What is femoroacetabular impingement and what causes it?
Femoroacetabular refers to the place where the femur (thigh bone) and acetabulum (hip socket) meet. Impingement means pinching.
In the case of femoroacetabular impingement (FAI), the head of the femur butts up against the cartilage and pinches it. Normally, the femoral head moves smoothly inside the hip socket. The socket is just the right size to hold the head in place.
If the acetabulum is too shallow or too small, the hip can dislocate. In the case of FAI, the socket may be too deep. The rim of the cartilage hangs too far over the head. When the femur flexes and rotates, the cartilage gets pinched.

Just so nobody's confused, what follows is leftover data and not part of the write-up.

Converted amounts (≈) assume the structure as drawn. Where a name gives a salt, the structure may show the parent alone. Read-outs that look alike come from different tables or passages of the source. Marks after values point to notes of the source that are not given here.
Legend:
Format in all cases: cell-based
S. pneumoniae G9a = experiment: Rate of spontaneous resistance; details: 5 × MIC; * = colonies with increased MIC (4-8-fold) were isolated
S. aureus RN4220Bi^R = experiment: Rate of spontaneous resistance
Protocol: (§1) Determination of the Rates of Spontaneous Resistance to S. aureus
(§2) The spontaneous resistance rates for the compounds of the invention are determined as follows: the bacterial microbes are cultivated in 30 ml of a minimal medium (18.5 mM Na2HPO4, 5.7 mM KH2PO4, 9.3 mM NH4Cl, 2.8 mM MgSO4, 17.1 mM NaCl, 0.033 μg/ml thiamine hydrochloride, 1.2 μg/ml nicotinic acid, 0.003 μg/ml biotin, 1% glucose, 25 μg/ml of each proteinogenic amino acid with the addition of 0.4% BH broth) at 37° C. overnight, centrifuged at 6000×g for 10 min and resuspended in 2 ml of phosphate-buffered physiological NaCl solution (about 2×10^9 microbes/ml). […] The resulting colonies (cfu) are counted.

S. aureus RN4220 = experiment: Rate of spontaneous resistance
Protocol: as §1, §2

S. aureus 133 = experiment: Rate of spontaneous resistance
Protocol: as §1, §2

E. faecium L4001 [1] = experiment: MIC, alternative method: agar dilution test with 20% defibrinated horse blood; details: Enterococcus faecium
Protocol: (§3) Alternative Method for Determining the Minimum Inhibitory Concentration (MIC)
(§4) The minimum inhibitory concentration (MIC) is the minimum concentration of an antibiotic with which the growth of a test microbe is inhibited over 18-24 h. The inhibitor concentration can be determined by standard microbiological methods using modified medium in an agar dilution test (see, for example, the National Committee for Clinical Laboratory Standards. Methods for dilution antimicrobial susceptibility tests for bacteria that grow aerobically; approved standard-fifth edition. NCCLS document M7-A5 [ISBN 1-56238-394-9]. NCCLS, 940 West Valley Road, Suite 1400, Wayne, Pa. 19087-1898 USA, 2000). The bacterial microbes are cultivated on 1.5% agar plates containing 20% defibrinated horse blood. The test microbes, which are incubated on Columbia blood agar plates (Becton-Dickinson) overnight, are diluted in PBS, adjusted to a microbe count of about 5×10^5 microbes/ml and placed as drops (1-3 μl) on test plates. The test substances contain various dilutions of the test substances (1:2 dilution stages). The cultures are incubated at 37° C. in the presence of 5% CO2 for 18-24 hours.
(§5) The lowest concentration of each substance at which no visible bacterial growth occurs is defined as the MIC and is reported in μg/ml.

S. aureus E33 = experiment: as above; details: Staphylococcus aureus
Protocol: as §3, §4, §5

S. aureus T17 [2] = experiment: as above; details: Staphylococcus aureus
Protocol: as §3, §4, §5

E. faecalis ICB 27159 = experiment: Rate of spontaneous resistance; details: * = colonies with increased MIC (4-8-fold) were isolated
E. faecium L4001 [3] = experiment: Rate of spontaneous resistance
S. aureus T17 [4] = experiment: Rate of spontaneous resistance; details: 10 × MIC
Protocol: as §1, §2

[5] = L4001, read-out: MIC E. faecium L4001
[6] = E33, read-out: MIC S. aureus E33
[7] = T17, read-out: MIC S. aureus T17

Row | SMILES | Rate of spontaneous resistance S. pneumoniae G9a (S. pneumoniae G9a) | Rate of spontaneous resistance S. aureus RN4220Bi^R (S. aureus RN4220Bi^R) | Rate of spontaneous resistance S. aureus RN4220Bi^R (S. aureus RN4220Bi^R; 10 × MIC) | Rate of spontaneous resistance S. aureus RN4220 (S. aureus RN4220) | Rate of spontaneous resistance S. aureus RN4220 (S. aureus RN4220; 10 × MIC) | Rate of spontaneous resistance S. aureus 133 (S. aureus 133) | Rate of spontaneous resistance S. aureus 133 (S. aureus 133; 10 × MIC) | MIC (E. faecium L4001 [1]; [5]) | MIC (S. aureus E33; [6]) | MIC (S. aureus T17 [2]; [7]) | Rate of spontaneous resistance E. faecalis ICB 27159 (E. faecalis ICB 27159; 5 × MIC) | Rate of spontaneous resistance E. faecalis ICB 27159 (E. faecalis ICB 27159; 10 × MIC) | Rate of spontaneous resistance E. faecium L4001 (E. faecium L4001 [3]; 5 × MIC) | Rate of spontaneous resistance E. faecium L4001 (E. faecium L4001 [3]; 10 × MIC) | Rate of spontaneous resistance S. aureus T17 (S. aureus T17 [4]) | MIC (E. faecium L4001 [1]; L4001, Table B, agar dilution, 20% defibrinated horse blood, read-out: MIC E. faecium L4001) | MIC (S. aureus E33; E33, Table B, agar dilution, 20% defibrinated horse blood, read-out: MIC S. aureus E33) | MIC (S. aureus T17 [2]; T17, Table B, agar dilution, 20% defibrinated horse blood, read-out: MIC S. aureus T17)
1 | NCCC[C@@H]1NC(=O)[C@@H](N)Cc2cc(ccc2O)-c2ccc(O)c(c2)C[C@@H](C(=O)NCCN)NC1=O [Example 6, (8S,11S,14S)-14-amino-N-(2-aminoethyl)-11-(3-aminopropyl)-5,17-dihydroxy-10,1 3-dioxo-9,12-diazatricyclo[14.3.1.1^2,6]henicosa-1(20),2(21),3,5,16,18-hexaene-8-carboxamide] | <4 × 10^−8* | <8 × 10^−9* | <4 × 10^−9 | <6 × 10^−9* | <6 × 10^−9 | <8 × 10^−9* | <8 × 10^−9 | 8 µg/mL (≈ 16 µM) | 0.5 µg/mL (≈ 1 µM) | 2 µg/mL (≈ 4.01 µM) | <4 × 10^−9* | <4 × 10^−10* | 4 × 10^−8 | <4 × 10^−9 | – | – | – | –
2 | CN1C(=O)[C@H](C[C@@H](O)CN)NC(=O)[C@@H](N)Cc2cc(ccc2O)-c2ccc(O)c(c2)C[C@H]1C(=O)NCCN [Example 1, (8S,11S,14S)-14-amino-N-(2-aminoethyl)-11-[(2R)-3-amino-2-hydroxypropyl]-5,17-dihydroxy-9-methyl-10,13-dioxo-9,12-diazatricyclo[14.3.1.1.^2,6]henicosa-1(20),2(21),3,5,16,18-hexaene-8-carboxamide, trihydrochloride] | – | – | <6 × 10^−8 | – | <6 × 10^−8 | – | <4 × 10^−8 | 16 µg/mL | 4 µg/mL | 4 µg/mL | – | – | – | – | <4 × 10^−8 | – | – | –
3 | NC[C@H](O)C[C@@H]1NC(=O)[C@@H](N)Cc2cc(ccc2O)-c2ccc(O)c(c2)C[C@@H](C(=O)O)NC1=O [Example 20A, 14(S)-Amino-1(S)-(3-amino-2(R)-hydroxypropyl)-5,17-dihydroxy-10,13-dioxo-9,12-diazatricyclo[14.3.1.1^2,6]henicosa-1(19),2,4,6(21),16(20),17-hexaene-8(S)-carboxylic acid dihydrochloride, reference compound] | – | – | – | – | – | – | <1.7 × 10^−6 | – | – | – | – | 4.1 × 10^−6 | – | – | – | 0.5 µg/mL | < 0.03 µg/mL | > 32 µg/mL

This causes deep groin pain with activities that stress hip motion. Prolonged walking is especially difficult.
The cause of the problem is under considerable debate. For a long time it was assumed that overload of the joint caused this kind of OA. But no one could identify what was causing the stress overload.
Now with better imaging studies, we know that some subtle changes in the shape of the femoral head may be the cause of FAI. Other anatomical changes in the angle of the hip may also contribute to this problem. And as mentioned, FAI can occur if the hip socket is too deep.
Javad Parvizi, MD, FRCS, et al. Femoroacetabular Impingement. In Journal of the American Academy of Orthopaedic Surgeons. September 2007. Vol. 15. No. 9. Pp. 561-570.